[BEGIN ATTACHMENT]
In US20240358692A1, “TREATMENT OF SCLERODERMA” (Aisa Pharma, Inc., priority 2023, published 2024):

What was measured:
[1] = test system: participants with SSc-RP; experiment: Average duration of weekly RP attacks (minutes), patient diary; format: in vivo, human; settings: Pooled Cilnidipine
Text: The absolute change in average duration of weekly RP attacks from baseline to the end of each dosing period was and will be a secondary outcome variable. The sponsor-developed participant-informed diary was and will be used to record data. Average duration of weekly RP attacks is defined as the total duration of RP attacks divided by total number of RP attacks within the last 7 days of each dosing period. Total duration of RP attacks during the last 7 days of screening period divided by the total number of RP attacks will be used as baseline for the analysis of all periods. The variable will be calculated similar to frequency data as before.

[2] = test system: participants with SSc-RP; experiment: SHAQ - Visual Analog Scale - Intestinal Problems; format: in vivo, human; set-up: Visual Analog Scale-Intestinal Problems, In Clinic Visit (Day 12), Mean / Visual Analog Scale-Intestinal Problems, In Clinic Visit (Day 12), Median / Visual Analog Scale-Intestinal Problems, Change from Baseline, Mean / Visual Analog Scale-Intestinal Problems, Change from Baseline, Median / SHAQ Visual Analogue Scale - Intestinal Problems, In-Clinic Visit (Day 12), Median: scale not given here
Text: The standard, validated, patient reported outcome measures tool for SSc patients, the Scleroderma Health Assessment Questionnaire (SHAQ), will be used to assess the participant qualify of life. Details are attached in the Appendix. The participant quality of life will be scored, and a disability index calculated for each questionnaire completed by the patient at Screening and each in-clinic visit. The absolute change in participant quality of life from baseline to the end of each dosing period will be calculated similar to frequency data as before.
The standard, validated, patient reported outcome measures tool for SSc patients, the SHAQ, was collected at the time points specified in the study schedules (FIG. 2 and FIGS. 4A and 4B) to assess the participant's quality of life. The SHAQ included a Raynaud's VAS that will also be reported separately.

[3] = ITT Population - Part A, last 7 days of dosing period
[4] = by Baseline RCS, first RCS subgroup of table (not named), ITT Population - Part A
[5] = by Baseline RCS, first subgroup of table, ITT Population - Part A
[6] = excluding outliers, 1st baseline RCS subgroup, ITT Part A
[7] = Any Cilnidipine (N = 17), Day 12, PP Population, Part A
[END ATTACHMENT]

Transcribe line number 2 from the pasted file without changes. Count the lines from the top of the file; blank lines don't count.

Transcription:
What was measured: